After an afternoon of phone calls and emails with political consultants, campaign managers, etc., it's nothing but day-after sunshine and candies.
Everyone I talked to claimed to be happy -- usually very happy -- with the results. Incumbents said challengers fell short of expectations, and challengers said incumbents should have done better.
"It is clear we are on track for victory," said a memo from Superintendent of Public Instruction candidate Randy Dorn, who so far has gotten 31 percent of the vote in a six-way race.
Across the way, incumbent superintendent Terry Bergeson's campaign was equally pleased with her 36 percent. "By every honest analysis, Dorn suffered a crushing defeat last night," is how campaign guy Alex Hays saw the results. "I was amazed at how well it was for us."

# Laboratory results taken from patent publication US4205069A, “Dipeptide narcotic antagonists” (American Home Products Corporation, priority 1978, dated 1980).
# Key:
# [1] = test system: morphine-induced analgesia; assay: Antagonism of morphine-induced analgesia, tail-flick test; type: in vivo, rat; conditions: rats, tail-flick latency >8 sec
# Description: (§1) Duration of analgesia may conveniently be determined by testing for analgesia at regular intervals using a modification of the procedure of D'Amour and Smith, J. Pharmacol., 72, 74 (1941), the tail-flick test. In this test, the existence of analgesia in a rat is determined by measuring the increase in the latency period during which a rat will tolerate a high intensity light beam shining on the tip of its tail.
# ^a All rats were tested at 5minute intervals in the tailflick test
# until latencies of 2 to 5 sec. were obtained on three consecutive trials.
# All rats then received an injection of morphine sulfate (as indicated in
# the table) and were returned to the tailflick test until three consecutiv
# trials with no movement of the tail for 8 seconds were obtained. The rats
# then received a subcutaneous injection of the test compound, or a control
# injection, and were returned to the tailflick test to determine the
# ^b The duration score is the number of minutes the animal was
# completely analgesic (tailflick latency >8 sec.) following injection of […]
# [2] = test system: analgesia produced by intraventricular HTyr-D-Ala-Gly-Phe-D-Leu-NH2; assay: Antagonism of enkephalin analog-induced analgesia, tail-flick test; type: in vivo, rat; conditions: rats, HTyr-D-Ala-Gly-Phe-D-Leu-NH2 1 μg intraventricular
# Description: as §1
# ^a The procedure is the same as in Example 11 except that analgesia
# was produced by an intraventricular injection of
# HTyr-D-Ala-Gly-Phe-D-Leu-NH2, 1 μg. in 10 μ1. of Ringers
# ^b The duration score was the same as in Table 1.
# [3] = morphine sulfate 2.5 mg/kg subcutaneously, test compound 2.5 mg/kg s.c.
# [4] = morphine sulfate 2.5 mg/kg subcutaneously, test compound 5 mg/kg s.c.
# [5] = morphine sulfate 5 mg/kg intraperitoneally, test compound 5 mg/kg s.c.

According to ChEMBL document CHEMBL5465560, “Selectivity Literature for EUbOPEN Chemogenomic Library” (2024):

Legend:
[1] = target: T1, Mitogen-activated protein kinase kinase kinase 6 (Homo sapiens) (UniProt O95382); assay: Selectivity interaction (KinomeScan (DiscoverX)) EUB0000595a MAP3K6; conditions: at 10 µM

At Lands Commissioner Doug Sutherland's campaign, Todd Myers was "very pleased" with Sutherland's near-tie with Democratic challenger Peter Goldmark. "Four years ago we got 41 percent in the primary," Myers noted. And Sutherland polled about 5 points better than gubernatorial candidate Dino Rossi, he said, a fact not meant to knock Rossi but to suggest that Democratic turnout was higher in the primary.
Goldmark's campaign: equally happy. "We're the challenger," said campaign manager Heather Melton. "We've come a long way."
And attorney general? Incumbent Rob McKenna, with 56 percent, called last night to say how pleased he was. Challenger John Ladenburg "is throwing a lot of punches, but he's not landing them," McKenna said.
The Ladenburg campaign's take, with its 44 percent? "The results are good," said campaign manager David Sawyer. "We're at 45 percent without doing a thing. We have nowhere to go but up."